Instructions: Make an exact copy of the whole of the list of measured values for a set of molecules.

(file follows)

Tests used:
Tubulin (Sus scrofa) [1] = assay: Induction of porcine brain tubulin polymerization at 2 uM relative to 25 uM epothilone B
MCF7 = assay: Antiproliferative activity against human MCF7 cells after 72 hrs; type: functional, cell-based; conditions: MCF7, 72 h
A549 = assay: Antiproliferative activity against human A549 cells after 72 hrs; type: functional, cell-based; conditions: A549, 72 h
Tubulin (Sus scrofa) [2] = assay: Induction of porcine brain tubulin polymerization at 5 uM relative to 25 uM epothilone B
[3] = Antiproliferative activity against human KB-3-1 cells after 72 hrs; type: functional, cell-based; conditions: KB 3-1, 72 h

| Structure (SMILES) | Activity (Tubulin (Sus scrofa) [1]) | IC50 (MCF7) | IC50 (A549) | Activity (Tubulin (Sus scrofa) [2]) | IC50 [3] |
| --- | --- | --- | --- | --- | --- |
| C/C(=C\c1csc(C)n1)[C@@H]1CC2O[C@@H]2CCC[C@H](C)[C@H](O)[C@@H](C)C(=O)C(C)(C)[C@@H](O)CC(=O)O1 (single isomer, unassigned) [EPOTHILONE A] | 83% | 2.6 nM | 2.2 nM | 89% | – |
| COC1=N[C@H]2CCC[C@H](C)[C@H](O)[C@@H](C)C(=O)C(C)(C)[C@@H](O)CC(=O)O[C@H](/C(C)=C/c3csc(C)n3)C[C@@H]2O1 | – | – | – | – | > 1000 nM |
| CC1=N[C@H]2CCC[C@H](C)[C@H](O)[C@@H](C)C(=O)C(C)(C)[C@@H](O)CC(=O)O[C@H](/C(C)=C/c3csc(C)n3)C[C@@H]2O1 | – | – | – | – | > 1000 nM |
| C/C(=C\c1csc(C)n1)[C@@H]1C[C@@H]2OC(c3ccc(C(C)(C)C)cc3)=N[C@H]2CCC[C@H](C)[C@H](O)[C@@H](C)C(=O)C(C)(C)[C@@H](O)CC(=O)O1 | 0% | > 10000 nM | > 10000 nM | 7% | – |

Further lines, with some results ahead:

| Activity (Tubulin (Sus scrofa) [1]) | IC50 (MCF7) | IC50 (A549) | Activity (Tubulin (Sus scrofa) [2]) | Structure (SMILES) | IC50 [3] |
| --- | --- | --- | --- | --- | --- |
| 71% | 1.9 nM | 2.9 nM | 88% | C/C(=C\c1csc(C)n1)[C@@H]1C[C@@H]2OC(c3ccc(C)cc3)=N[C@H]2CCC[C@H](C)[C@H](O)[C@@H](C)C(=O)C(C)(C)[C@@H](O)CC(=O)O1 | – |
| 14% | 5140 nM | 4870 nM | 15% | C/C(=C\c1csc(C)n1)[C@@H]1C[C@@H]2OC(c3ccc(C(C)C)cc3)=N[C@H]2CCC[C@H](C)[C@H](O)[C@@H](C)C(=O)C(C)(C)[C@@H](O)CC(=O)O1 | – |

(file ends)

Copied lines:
Tests used:
Tubulin (Sus scrofa) [1] = assay: Induction of porcine brain tubulin polymerization at 2 uM relative to 25 uM epothilone B
MCF7 = assay: Antiproliferative activity against human MCF7 cells after 72 hrs; type: functional, cell-based; conditions: MCF7, 72 h
A549 = assay: Antiproliferative activity against human A549 cells after 72 hrs; type: functional, cell-based; conditions: A549, 72 h
Tubulin (Sus scrofa) [2] = assay: Induction of porcine brain tubulin polymerization at 5 uM relative to 25 uM epothilone B
[3] = Antiproliferative activity against human KB-3-1 cells after 72 hrs; type: functional, cell-based; conditions: KB 3-1, 72 h

| Structure (SMILES) | Activity (Tubulin (Sus scrofa) [1]) | IC50 (MCF7) | IC50 (A549) | Activity (Tubulin (Sus scrofa) [2]) | IC50 [3] |
| --- | --- | --- | --- | --- | --- |
| C/C(=C\c1csc(C)n1)[C@@H]1CC2O[C@@H]2CCC[C@H](C)[C@H](O)[C@@H](C)C(=O)C(C)(C)[C@@H](O)CC(=O)O1 (single isomer, unassigned) [EPOTHILONE A] | 83% | 2.6 nM | 2.2 nM | 89% | – |
| COC1=N[C@H]2CCC[C@H](C)[C@H](O)[C@@H](C)C(=O)C(C)(C)[C@@H](O)CC(=O)O[C@H](/C(C)=C/c3csc(C)n3)C[C@@H]2O1 | – | – | – | – | > 1000 nM |
| CC1=N[C@H]2CCC[C@H](C)[C@H](O)[C@@H](C)C(=O)C(C)(C)[C@@H](O)CC(=O)O[C@H](/C(C)=C/c3csc(C)n3)C[C@@H]2O1 | – | – | – | – | > 1000 nM |
| C/C(=C\c1csc(C)n1)[C@@H]1C[C@@H]2OC(c3ccc(C(C)(C)C)cc3)=N[C@H]2CCC[C@H](C)[C@H](O)[C@@H](C)C(=O)C(C)(C)[C@@H](O)CC(=O)O1 | 0% | > 10000 nM | > 10000 nM | 7% | – |

Further lines, with some results ahead:

| Activity (Tubulin (Sus scrofa) [1]) | IC50 (MCF7) | IC50 (A549) | Activity (Tubulin (Sus scrofa) [2]) | Structure (SMILES) | IC50 [3] |
| --- | --- | --- | --- | --- | --- |
| 71% | 1.9 nM | 2.9 nM | 88% | C/C(=C\c1csc(C)n1)[C@@H]1C[C@@H]2OC(c3ccc(C)cc3)=N[C@H]2CCC[C@H](C)[C@H](O)[C@@H](C)C(=O)C(C)(C)[C@@H](O)CC(=O)O1 | – |
| 14% | 5140 nM | 4870 nM | 15% | C/C(=C\c1csc(C)n1)[C@@H]1C[C@@H]2OC(c3ccc(C(C)C)cc3)=N[C@H]2CCC[C@H](C)[C@H](O)[C@@H](C)C(=O)C(C)(C)[C@@H](O)CC(=O)O1 | – |